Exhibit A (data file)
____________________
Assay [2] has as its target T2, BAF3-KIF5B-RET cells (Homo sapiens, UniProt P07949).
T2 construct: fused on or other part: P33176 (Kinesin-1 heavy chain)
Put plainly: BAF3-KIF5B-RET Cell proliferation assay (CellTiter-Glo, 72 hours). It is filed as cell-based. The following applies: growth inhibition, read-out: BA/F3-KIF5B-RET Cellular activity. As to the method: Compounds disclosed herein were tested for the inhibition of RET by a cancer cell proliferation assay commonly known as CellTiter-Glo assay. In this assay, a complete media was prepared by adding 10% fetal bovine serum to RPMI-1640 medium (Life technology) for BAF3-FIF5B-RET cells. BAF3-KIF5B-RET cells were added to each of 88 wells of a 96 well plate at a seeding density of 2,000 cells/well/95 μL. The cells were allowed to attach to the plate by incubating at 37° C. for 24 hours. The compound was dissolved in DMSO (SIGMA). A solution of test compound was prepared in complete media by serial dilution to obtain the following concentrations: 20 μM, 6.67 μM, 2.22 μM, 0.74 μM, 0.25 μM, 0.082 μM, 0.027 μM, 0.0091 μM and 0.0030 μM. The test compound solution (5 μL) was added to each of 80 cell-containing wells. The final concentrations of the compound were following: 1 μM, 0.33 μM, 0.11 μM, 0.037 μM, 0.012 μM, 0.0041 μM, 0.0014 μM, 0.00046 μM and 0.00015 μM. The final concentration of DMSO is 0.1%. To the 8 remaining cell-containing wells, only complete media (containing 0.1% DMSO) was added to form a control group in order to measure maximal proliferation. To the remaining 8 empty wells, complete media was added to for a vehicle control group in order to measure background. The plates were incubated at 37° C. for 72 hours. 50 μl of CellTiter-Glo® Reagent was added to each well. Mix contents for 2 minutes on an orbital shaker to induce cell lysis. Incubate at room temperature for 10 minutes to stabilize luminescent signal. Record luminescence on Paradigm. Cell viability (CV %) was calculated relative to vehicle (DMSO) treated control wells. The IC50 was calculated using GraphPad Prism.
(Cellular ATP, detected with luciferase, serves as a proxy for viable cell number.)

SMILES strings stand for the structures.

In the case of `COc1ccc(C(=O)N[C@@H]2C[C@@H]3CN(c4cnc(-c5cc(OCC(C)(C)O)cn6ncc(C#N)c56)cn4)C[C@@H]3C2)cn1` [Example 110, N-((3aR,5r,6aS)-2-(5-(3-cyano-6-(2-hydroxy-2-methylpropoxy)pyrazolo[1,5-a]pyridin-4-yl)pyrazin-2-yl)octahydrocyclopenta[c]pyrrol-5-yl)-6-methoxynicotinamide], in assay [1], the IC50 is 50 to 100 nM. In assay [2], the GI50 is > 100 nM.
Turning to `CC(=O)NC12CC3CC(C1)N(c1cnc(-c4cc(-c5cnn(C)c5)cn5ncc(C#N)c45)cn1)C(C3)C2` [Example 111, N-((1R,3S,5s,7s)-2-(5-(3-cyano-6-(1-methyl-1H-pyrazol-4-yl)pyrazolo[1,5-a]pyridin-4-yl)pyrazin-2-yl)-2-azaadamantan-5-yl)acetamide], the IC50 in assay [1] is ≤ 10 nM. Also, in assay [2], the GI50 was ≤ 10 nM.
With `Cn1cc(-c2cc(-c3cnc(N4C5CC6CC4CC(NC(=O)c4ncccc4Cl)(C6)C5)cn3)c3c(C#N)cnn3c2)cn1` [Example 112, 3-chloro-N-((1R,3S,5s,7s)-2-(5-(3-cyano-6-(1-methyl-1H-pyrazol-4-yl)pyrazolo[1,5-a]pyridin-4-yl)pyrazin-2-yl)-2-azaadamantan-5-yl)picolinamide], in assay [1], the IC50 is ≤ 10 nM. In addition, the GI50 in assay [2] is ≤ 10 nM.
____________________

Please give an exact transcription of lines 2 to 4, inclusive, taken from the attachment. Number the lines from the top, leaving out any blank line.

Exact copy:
T2 construct: fused on or other part: P33176 (Kinesin-1 heavy chain)
Put plainly: BAF3-KIF5B-RET Cell proliferation assay (CellTiter-Glo, 72 hours). It is filed as cell-based. The following applies: growth inhibition, read-out: BA/F3-KIF5B-RET Cellular activity. As to the method: Compounds disclosed herein were tested for the inhibition of RET by a cancer cell proliferation assay commonly known as CellTiter-Glo assay. In this assay, a complete media was prepared by adding 10% fetal bovine serum to RPMI-1640 medium (Life technology) for BAF3-FIF5B-RET cells. BAF3-KIF5B-RET cells were added to each of 88 wells of a 96 well plate at a seeding density of 2,000 cells/well/95 μL. The cells were allowed to attach to the plate by incubating at 37° C. for 24 hours. The compound was dissolved in DMSO (SIGMA). A solution of test compound was prepared in complete media by serial dilution to obtain the following concentrations: 20 μM, 6.67 μM, 2.22 μM, 0.74 μM, 0.25 μM, 0.082 μM, 0.027 μM, 0.0091 μM and 0.0030 μM. The test compound solution (5 μL) was added to each of 80 cell-containing wells. The final concentrations of the compound were following: 1 μM, 0.33 μM, 0.11 μM, 0.037 μM, 0.012 μM, 0.0041 μM, 0.0014 μM, 0.00046 μM and 0.00015 μM. The final concentration of DMSO is 0.1%. To the 8 remaining cell-containing wells, only complete media (containing 0.1% DMSO) was added to form a control group in order to measure maximal proliferation. To the remaining 8 empty wells, complete media was added to for a vehicle control group in order to measure background. The plates were incubated at 37° C. for 72 hours. 50 μl of CellTiter-Glo® Reagent was added to each well. Mix contents for 2 minutes on an orbital shaker to induce cell lysis. Incubate at room temperature for 10 minutes to stabilize luminescent signal. Record luminescence on Paradigm. Cell viability (CV %) was calculated relative to vehicle (DMSO) treated control wells. The IC50 was calculated using GraphPad Prism.
(Cellular ATP, detected with luciferase, serves as a proxy for viable cell number.)